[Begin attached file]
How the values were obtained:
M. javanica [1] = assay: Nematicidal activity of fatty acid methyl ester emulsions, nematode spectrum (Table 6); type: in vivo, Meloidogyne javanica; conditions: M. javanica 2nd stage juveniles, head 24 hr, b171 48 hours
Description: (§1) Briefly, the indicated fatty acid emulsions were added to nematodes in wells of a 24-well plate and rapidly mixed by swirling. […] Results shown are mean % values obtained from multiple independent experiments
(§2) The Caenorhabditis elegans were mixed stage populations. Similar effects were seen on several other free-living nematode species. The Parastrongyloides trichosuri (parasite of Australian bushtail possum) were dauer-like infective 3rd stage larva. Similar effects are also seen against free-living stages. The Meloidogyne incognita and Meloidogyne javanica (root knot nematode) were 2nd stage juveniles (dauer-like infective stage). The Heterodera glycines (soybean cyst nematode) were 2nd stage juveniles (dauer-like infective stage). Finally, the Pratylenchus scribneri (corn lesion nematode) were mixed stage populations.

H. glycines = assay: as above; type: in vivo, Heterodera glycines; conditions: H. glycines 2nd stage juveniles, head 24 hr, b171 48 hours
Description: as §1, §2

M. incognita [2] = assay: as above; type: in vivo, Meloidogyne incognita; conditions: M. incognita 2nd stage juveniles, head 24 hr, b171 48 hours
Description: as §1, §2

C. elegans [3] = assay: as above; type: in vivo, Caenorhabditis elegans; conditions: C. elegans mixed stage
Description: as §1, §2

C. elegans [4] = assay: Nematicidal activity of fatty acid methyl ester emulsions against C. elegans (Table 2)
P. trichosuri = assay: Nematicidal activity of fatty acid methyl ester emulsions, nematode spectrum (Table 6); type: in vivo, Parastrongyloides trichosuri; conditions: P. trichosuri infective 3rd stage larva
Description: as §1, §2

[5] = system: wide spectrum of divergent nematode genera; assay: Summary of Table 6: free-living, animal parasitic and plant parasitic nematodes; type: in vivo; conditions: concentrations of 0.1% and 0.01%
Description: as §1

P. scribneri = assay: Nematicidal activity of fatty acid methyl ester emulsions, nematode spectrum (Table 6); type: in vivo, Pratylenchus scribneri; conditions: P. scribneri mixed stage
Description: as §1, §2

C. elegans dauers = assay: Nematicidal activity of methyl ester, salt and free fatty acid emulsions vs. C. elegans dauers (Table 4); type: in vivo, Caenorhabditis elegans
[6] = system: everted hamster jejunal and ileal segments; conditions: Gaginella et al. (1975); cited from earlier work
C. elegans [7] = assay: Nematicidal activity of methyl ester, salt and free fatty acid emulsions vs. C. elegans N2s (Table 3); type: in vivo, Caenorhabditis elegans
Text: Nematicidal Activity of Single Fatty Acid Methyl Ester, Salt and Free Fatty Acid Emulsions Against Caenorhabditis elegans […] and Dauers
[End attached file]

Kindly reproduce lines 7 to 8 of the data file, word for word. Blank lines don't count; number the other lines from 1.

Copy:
M. incognita [2] = assay: as above; type: in vivo, Meloidogyne incognita; conditions: M. incognita 2nd stage juveniles, head 24 hr, b171 48 hours
Description: as §1, §2